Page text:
Market Your Screenplay


Query and submission letters are often mailed, faxed, or e-mailed during a campaign. One page only, as brief as possible, leaving them wanting more. The letter should show that the author . .

  • Created a project that could make a good motion picture.
  • Knows the project well, the story he's trying to tell.
  • Received commendations elsewhere.
  • Possesses real qualifications.

Example Format:

Terms in the example query letter below that are placed inside double symbols, e.g., ||First Name|| ||Last Name||, are for the information specific to your situation, or that changes with each letter (like the variable fields in a print merge). Movie (or project) titles, yours and anyone else's you mention, should be put in ALL CAPITAL LETTERS.

Dear ||First Name|| ||Last Name||: [you likely don't know the addressee well enough to use first name only; and no Mr./Mrs./Ms./etc. as you can't always be sure of gender, and gender/marital/professional titles can be tricky]

"Promotional teaser or tagline."
[centered and indented right and left in italicized Courier font--something that might appear on a movie poster like 'Ever want to be someone else? Now you can.' for BEING JOHN MALKOVICH. See other examples on movie posters at your local cinema.]

"Something positive someone has said about your project" says ||First Name|| ||Last Name||, ||Title|| of ||Organization||, about PROJECT TITLE the ||genre|| [e.g., action-adventure, comedy, drama, etc.] that . . . [a brief tag description of some attractive or defining aspect of the PROJECT].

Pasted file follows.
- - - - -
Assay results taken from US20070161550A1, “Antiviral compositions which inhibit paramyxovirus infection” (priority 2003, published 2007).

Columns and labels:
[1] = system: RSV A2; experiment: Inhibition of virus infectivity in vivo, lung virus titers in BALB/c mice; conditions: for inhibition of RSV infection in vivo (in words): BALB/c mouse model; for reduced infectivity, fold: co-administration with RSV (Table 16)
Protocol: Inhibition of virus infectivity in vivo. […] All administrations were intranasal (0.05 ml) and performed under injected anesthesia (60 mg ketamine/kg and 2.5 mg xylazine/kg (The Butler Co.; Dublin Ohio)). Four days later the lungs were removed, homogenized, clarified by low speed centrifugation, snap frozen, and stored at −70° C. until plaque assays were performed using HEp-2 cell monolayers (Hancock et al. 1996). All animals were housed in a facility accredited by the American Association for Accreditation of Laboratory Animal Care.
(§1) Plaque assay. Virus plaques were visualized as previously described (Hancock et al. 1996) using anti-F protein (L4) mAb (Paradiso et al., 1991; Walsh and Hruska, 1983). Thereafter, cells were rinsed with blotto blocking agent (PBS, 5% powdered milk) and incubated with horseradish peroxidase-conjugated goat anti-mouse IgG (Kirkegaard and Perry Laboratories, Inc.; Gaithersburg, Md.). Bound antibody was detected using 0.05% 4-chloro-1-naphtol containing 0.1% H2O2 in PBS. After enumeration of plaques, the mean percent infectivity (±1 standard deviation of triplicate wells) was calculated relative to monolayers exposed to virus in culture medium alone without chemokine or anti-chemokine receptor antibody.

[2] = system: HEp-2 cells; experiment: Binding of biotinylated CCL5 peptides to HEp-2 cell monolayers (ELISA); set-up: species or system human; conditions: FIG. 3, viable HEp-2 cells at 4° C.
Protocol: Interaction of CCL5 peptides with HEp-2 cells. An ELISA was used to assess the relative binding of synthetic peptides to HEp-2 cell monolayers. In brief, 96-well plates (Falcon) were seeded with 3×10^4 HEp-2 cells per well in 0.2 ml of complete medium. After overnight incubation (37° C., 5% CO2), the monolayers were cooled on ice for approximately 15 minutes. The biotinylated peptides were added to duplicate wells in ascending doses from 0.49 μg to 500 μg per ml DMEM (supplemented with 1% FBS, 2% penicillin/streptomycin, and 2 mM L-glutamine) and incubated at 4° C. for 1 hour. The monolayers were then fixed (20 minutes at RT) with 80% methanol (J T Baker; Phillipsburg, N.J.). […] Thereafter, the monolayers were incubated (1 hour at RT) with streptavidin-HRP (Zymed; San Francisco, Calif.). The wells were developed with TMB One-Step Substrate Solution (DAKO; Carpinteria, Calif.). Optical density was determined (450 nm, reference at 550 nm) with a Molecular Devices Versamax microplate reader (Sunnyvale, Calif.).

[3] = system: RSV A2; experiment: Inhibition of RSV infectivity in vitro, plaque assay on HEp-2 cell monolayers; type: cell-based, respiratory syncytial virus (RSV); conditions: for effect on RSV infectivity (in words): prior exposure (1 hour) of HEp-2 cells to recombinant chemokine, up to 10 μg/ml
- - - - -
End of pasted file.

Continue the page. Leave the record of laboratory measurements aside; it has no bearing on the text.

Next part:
[three-line synopsis block-indented one inch right and left]

PROJECT TITLE has . . . [state accomplishments and distinctions, such as contest placement, without giving impression it has been "shopped all over town"]. I . . . [state your writing and life qualifications at their most concise and enticing, especially as they relate to the project and help sell it].

[If a submission letter: Thank you for agreeing to take a look at PROJECT TITLE.] I/we look forward to working with an organization with the exceptional reputation of ||Organization||.



||Your Name(s)|| [if multiple names/signatures, format properly]

Enclosures. [the script, one- or two-page synopsis, and writer qualifications, depending on stage of process]

  • Use professional stationery with printed letterhead for the submission letter where possible-- high quality paper with a computer-generated letterhead where not.
  • Word-use, spelling, syntax, brevity--all so important in the script itself--are doubly important here. Run spell check, re-read several times, sleep on it before sending it out, have someone else read it over, etc.
  • The best tone to adopt is 'confident humility'. Let kudos from other people brag about the project, don't do it yourself.
  • Never make predictions regarding market potential for the film. Industry professionals cast a jaundiced eye on any writer who proclaims himself savant enough to see the future. "No one knows anything" in this increasingly random business--just ask William Goldman.

Pitch the synopsis to a few people to refine it. Over the phone works. You may find yourself doing precisely that many times in a marketing campaign. Edit, rethink, rewrite, edit, rethink, rewrite until it squeaks.

You may want to consider e-mailing your queries to producers.

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